By Caitlin Hoyland, GLOBUS correspondant
Food insecurity is incurred upon regions afflicted by conflict. This is obvious. Conflict ravages food crops, destroys infrastructure and transport links, and destabilises food markets. In turn, regions enduring food insecurity are vulnerable to outbreaks of conflict. Hunger and conflict are oppressive forces which reinforce one another in a vicious cycle. This vicious cycle impacts everyone, but countries in the Global South are impacted most devastatingly.
The Russian invasion and war on Ukraine jeopardise the food security of all countries across the world.
Food exports from Russia and Ukraine account for over ten percent of the total calories traded globally. Russia and Ukraine together contribute to almost a third of global wheat exports, a fifth of exported corn, and eighty percent of exports of sunflower oil. These are three of the most essential ingredients in almost all foods that we enjoy daily.
The subsidised food made available to many people in the Global South is exported from Ukraine. For example, over forty percent of Ukraine’s wheat and maize exports go to countries in the Middle East and Africa. These are regions that experience severe food insecurity.
Moreover, Russia is the largest exporter of fertiliser in the world. Most of Russia’s fertiliser is exported to Brazil as a vital proponent of Brazil’s production of corn. Brazil is the third largest producer of corn in the world. Without fertiliser, the corn crops will fail.
Another consequence of the Russian war on Ukraine has been the dramatic rise in oil prices. This causes a rise in transportation costs, therefore pushing up the costs of all products, including food. In the UK, food price inflation reached over four percent in February. For context, a 500g tub of margarine that would have cost you an average of £1.27 in January 2021, would now cost you almost 60p more – a forty percent increase! Moreover, if foods are not able to be transported, they risk going to waste and adding to food shortages.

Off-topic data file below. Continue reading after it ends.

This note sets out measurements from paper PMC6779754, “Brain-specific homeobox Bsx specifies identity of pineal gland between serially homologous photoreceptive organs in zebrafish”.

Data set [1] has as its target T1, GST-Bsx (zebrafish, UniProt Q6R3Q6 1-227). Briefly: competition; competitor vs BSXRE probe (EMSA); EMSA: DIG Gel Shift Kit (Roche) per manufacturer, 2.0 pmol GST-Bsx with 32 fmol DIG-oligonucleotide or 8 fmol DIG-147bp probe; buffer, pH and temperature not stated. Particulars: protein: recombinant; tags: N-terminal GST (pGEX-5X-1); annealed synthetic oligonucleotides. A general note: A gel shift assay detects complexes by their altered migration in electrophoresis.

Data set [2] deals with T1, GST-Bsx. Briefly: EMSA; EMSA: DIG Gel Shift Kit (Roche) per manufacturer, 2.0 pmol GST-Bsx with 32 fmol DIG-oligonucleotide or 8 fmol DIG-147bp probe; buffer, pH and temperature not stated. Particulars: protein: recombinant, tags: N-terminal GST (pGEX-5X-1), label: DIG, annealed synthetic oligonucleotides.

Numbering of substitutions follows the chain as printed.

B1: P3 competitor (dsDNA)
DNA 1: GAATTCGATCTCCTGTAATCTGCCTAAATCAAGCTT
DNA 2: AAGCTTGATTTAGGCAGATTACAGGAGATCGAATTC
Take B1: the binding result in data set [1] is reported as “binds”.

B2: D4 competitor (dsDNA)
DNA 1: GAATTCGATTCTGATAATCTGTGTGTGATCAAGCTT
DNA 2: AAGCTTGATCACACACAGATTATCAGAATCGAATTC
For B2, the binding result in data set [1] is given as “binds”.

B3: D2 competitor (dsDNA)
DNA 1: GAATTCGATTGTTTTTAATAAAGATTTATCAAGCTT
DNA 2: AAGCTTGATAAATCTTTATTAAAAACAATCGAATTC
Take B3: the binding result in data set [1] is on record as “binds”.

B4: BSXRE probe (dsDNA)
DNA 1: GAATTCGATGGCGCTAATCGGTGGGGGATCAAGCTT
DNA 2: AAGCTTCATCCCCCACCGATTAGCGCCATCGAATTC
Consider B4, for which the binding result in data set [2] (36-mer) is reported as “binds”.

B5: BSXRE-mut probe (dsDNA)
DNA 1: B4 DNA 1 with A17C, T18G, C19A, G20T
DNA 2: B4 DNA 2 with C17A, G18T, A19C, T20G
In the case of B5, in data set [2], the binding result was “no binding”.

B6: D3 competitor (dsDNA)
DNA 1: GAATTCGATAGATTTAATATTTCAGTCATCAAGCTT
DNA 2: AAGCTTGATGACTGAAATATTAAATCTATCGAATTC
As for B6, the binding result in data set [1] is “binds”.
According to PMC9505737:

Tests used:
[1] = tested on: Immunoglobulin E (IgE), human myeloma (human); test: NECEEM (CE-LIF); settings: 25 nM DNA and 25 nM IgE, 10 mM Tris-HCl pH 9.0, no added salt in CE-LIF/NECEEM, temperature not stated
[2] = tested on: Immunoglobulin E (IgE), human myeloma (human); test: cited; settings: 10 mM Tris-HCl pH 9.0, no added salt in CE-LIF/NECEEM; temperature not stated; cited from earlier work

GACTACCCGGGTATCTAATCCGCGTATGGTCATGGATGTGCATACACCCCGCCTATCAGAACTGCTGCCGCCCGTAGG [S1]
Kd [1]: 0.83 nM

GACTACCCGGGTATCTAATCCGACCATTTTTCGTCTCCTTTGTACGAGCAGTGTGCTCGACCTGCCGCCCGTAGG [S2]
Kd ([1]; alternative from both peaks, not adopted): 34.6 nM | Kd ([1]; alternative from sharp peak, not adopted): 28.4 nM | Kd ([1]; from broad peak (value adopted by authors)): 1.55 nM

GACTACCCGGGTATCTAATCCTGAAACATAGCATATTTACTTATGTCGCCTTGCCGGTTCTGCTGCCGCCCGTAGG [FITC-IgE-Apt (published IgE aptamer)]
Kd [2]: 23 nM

Our food system is an unstable system which reinforces the inequalities established during colonialism. The instability of the system means that food shortages in one area have catastrophic global repercussions, but the effects are far graver for people experiencing poverty.
But why is our food system so fragile?
The dominant food system follows a neoliberal, globalised model. Neoliberalism advocates that free, globalized markets are more efficient than governments at controlling market forces. However, the reality of this approach is that it encourages monopolisation, allowing a minority of powerful transnational corporations (TNCs) to saturate markets. The neoliberal policies that shape our food system locks countries into dependencies upon one another. This interdependency makes countries in the Global South especially vulnerable to exploitation by the powerful TNCs dominating and controlling our food markets.
We can see this in play when the United States enforced the North American Free Trade Agreement (NAFTA) upon Mexico in 1994. The NAFTA required Mexico to accept imports of overproduced, subsidized corn from the United States. Consequently, small-scale corn producers in Mexico were displaced from their work and forced off their land. Between 1994 and 2004, nearly 1.3 million farm jobs were lost. There were devastating repercussions for labourers in the United States too. It became cheaper for businesses to source labour from abroad so many manufacturing labourers in the United States lost their jobs. A rise in unemployment always results in a wage suppression, which impacts nearly all workers. Consumers and corporations located in the Global North benefited from the NAFTA at the expense of labourers and agricultural workers.
During times of conflict, the interdependencies within the food system are weaponised by the dominant powers and used as a war tactic. That is, hunger is artificially imposed by world powers and used as a weapon of war. An example of this would be the blockades imposed upon Cuba by the US government during the 1953-1958 US war against Fidel Castro’s administration. Denying money and supplies to Cuba was a strategy used by Eisenhower’s administration tobring about hunger, desperation, and finally a dissolution of support for Castro amongst Cuban people. The consequences of these blockades are still endured in Cuba today.
Hunger and conflict are cyclical violent forces of oppression. Implicated within these violent forces is our current global food system. Our food system allows powerful actors to use food as a weapon with which to manipulate political and economic situations for their own gains. Consider the threat that this poses to the marginalised groups in conflict affected areas, including occupied Palestine, occupied Kashmir, Yemen, South Sudan, Myanmar, Syria, and Ukraine.
The Russian war on Ukraine is causing civilian casualties across the world, caused by direct conflict and by the hunger that ensues.
Header image by Evi Radauscher, via Unsplash.